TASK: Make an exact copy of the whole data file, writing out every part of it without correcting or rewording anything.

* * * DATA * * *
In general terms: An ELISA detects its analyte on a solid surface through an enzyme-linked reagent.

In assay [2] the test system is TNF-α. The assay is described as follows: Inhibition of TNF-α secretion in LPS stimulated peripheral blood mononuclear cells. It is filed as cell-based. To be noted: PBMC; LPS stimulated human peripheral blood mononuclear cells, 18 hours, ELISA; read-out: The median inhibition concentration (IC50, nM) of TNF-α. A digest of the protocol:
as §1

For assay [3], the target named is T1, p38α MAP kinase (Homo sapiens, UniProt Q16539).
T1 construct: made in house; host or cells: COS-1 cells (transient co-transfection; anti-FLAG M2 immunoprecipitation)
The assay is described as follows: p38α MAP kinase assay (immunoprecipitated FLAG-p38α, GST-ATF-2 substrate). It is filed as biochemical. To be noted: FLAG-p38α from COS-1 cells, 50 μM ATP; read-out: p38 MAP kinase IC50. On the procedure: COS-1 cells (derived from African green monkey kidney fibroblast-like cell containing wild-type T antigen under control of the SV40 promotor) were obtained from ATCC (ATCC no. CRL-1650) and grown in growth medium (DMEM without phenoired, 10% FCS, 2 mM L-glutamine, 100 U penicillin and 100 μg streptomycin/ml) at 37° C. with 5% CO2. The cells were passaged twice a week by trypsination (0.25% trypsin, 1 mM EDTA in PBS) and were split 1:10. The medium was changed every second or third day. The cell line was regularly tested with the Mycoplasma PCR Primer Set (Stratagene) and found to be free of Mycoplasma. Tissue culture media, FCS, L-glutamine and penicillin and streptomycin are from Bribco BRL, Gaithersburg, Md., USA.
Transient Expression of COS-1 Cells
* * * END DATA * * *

In general terms: An ELISA detects its analyte on a solid surface through an enzyme-linked reagent.

In assay [2] the test system is TNF-α. The assay is described as follows: Inhibition of TNF-α secretion in LPS stimulated peripheral blood mononuclear cells. It is filed as cell-based. To be noted: PBMC; LPS stimulated human peripheral blood mononuclear cells, 18 hours, ELISA; read-out: The median inhibition concentration (IC50, nM) of TNF-α. A digest of the protocol:
as §1

For assay [3], the target named is T1, p38α MAP kinase (Homo sapiens, UniProt Q16539).
T1 construct: made in house; host or cells: COS-1 cells (transient co-transfection; anti-FLAG M2 immunoprecipitation)
The assay is described as follows: p38α MAP kinase assay (immunoprecipitated FLAG-p38α, GST-ATF-2 substrate). It is filed as biochemical. To be noted: FLAG-p38α from COS-1 cells, 50 μM ATP; read-out: p38 MAP kinase IC50. On the procedure: COS-1 cells (derived from African green monkey kidney fibroblast-like cell containing wild-type T antigen under control of the SV40 promotor) were obtained from ATCC (ATCC no. CRL-1650) and grown in growth medium (DMEM without phenoired, 10% FCS, 2 mM L-glutamine, 100 U penicillin and 100 μg streptomycin/ml) at 37° C. with 5% CO2. The cells were passaged twice a week by trypsination (0.25% trypsin, 1 mM EDTA in PBS) and were split 1:10. The medium was changed every second or third day. The cell line was regularly tested with the Mycoplasma PCR Primer Set (Stratagene) and found to be free of Mycoplasma. Tissue culture media, FCS, L-glutamine and penicillin and streptomycin are from Bribco BRL, Gaithersburg, Md., USA.
Transient Expression of COS-1 Cells